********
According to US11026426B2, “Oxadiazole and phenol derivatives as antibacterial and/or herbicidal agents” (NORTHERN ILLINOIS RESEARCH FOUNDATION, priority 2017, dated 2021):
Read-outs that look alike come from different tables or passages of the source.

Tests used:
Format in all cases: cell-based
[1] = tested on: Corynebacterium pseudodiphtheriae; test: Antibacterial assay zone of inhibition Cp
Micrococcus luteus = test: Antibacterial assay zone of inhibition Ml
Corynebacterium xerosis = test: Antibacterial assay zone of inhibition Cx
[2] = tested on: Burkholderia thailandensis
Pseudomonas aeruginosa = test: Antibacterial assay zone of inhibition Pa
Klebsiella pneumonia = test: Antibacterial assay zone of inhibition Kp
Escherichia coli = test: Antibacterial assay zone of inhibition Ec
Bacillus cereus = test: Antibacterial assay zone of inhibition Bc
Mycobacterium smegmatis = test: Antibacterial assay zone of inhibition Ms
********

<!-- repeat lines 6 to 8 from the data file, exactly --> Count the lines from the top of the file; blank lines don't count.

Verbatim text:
Micrococcus luteus = test: Antibacterial assay zone of inhibition Ml
Corynebacterium xerosis = test: Antibacterial assay zone of inhibition Cx
[2] = tested on: Burkholderia thailandensis